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Corn and Wheat Markets Hard to Predict for Food Manufacturers
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Extraordinary weather situations and futures speculation keep prices a moving target this season for both crops, while bakers appeal for the CFTC to address ongoing volatility in the wheat market.

The World Agricultural Supply and Demand Estimates (WASDE) released in June 2010 by the U.S. Department of Agriculture predict that new demand for corn could exceed production, despite the possible record crop. At the time of this writing, the USDA still expected supply to be adequate, although Midwest flooding had threatened portions of the new crop.

In June 2010, the Food and Agricultural Policy Research Institute advised farmers to lock in higher corn futures prices and to avoid expecting a summer price rally. For food manufacturers, that may signal the opportunity to purchase corn at lower prices later in the season.

In the Wheat Fields

World wheat production is expected to be high this season, an announcement that drove down prices that had risen in response to Russia's drought-triggered ban on grain and flour exports through the end of the year. In addition, Bloomberg reports that U.S. farmers will increase their planned production of winter wheat by millions of acres.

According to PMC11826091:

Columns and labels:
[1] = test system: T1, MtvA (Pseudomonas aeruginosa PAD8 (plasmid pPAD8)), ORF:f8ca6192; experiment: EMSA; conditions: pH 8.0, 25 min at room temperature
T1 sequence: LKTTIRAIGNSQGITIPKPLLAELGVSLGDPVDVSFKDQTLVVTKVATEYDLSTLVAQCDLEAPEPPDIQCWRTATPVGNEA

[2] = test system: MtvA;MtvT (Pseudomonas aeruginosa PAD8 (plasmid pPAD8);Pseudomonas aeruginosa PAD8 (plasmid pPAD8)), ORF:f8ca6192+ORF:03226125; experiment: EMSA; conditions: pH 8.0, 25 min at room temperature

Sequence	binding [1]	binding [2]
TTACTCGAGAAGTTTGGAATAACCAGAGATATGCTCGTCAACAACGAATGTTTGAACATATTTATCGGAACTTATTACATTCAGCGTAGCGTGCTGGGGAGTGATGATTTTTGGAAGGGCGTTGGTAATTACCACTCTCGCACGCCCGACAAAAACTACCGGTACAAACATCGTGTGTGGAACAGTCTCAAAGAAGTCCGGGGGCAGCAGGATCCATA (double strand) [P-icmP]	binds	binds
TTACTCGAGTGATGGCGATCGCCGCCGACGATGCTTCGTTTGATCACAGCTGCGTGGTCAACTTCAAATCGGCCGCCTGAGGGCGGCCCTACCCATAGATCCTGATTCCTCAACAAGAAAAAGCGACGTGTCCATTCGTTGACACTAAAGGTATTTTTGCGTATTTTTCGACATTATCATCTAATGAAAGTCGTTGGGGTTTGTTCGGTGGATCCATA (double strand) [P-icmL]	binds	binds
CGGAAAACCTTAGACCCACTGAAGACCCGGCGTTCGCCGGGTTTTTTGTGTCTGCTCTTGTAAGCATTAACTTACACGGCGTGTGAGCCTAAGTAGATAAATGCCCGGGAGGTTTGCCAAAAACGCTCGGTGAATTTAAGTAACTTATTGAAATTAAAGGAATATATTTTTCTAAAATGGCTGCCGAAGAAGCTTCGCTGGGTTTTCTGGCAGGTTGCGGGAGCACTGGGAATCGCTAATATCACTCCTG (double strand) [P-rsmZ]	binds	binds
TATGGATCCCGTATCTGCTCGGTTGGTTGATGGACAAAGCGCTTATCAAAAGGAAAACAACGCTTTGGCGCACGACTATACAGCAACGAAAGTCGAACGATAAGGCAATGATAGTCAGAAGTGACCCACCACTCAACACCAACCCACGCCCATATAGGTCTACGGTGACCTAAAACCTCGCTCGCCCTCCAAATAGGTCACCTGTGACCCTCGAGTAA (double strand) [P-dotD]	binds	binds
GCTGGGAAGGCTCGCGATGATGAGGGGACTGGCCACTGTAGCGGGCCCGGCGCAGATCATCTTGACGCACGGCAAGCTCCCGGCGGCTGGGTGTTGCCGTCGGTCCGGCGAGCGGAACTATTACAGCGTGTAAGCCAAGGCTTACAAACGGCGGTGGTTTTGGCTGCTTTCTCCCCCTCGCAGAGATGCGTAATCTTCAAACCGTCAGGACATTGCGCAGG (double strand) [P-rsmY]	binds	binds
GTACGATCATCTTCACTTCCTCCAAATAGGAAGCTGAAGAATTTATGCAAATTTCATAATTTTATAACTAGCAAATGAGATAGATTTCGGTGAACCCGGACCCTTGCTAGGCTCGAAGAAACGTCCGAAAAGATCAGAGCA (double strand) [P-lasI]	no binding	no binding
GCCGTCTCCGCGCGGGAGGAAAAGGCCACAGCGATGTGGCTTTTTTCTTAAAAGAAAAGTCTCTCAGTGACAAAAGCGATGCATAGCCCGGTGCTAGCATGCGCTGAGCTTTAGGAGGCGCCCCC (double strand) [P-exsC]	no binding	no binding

This high supply should drive wheat prices down for food manufacturers. However, with the market dominated by speculation, small food manufacturers buying flour on the spot market may instead end up paying high prices, since larger companies locked in low purchase prices months ahead, according to The New York Times.

To address this volatility in the wheat market, the American Bakers Association (ABA) has called on the Commodity Futures Trading Commission (CFTC) to remove position limits on index funds to allow for better price discovery in the market.

"Bakers and other true commercial users are finding it increasingly difficult to use the wheat futures markets for price discovery," says ABA President and CEO Robb MacKie. "While bakers and other wheat users across the country are straining to work within an ineffective market - the index funds continue to hold or add to their positions, indifferent to the difficulties they are creating for farmers and food producers."

The article you read was prepared for general information purposes by McMurry. These articles are for general information purposes only and are not intended to provide legal, tax, accounting or financial advice. PNC urges its customers to do independent research and to consult with financial and legal professionals before making any financial decisions.These articles may provide reference to Internet sites as a convenience to our readers. While PNC endeavors to provide resources that are reputable and safe, we cannot be held responsible for the information, products, or services obtained on such sites and will not be liable for any damages arising from your access to such sites. The content, accuracy, opinions expressed, and links provided by these resources are not investigated, verified, monitored or endorsed by PNC.